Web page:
It has only been a couple of years since whistleblowers at Veterans Affairs hospitals broke the news that staff was falsifying appointment records to make it appear patients were seen within the 14-day target window. In reality, some veterans were waiting weeks for appointments. Investigators found that a number of veterans had died while waiting for care in the Phoenix VA system. Now a whistleblower at the Hines VA Hospital says the unclaimed bodies of veterans were left for weeks as they decomposed before they were buried.
The Edward Hines, Jr. VA Hospital outside of Chicago is one of the largest VA hospitals in the Midwest. It operates almost 500 beds and serves more than 50,000 veterans. According to local news, internal emails reported at least two unclaimed veterans were left inside the Hines facility morgue during the summer. The bodies sat for at least 4 weeks and during that time the bodies were allowed to badly decompose.
U.S. Sen. Mark Kirk has made a complaint to Robert A. McDonald, the current VA Secretary. “I have personally called Secretary McDonald and asked him to fire Christopher Wirtjes, the Chief responsible for this shameful treatment of our veterans' remains,” said Kirk. “Bureaucrats at Hines should spend as much time helping veterans as they do covering up neglect and abuse.”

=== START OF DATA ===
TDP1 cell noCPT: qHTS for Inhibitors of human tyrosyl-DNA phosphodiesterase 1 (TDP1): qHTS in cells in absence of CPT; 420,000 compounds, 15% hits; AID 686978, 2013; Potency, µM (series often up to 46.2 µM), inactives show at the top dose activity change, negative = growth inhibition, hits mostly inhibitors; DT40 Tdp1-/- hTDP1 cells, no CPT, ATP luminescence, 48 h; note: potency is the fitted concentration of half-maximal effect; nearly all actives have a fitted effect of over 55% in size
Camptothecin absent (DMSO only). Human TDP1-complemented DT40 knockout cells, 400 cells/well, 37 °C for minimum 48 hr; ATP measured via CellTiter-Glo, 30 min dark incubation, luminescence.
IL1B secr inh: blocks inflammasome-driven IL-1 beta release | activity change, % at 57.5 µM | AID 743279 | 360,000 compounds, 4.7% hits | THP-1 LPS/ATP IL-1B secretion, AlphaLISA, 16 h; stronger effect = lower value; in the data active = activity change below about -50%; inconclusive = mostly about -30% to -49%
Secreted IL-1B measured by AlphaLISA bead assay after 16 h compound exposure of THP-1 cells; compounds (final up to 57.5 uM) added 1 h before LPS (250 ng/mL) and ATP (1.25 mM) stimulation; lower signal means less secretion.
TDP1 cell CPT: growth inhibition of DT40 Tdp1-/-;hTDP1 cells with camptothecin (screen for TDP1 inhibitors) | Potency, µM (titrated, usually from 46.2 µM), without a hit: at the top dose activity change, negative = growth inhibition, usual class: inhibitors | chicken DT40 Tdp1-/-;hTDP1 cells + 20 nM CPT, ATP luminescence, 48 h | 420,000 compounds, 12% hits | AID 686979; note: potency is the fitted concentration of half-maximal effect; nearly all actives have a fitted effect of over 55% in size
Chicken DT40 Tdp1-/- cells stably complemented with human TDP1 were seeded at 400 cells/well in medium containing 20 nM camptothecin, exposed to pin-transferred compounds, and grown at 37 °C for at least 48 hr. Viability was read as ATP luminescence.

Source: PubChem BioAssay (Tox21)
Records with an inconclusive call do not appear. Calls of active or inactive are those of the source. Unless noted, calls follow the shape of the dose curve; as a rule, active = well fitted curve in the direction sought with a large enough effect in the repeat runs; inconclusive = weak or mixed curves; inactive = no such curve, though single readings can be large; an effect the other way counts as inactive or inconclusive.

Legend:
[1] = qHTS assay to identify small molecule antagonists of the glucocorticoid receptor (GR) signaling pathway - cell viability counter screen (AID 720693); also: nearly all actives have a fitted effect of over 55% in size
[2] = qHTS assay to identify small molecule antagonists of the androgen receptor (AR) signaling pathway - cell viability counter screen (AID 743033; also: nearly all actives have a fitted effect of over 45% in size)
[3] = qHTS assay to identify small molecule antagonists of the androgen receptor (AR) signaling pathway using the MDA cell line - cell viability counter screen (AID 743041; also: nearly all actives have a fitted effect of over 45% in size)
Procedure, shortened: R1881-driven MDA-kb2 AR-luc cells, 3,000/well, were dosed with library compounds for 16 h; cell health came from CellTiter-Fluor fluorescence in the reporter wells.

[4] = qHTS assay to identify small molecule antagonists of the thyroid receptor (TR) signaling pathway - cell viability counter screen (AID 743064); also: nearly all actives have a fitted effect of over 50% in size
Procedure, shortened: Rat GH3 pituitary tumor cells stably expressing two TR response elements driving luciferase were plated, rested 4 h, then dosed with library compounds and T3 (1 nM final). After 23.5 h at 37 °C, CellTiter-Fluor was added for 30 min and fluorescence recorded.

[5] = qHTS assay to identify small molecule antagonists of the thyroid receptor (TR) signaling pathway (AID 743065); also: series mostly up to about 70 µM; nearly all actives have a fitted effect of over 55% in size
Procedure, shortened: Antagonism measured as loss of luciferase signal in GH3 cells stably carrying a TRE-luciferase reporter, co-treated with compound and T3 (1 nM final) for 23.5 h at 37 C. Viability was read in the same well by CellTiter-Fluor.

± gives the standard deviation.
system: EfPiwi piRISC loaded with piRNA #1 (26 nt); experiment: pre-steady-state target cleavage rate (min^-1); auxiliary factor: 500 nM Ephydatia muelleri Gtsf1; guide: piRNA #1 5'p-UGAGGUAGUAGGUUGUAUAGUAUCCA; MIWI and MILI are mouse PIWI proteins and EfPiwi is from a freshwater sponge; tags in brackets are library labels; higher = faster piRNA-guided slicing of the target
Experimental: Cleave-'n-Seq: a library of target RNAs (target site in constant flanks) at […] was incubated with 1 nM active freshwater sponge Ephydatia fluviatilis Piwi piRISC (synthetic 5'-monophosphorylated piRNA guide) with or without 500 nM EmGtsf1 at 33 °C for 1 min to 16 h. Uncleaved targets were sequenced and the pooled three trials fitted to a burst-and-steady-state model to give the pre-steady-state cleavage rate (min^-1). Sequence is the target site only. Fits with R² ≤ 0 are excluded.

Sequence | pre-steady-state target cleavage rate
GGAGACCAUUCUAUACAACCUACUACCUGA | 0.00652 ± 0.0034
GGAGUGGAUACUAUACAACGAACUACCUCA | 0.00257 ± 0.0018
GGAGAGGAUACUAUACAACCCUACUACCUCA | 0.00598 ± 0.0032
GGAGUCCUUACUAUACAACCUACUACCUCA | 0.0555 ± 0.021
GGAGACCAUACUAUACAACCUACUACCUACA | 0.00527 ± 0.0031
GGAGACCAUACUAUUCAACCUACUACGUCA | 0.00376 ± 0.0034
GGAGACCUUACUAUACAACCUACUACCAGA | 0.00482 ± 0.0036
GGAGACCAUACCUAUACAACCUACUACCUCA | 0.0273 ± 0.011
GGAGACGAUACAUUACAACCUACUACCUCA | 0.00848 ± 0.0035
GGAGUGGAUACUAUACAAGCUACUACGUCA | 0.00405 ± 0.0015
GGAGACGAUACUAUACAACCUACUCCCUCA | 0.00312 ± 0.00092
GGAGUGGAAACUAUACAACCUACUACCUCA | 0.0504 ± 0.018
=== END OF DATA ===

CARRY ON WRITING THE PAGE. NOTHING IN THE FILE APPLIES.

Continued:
In an interview with FoxNews, Kirk said the hospital “has reached a new low in the treatment of our veterans. We now have reports of bodies being left to decompose in the morgue for months on end.”
The unnamed whistleblower has also singled out Wirtjes, chief of Patient Administrative Services (PAS). “The Chief of PAS has the funds available, yet has no sense of urgency to lay the veteran to rest,” said the whistleblower.
According to a spokesperson with the VA, they are investigating the situation, but say leaving unclaimed veterans appears to be an isolated event. “We take whistleblower allegations very seriously and absolutely agree that all of our veterans deserve dignity and respect, in life and in death,” said the spokesperson.
“While our investigation into this matter is still ongoing, we have found allegations related to consistent problems with dignified and timely burials to be unsubstantiated. However, we have taken this opportunity to review our policies and procedures and are currently working to improve them.”
Under the Illinois Whistleblower Act, employees are protected when disclosing certain information to government or law enforcement agencies. This includes disclosure of information that an employee has reasonable cause to believes to be a violation of a state or federal rule, law or regulation. An employer may not retaliate against an employee who participates in an investigation with law enforcement, government agencies, or other proceedings.
If you have been retaliated against for speaking out against wrongdoing at your place of work, you may be protected by Illinois whistleblower laws. You should speak with an experienced attorney who understands that you cannot be retaliated against for doing the right thing. At Benassi & Benassi, we are committed to getting our clients the justice they deserve and equal treatment under the law.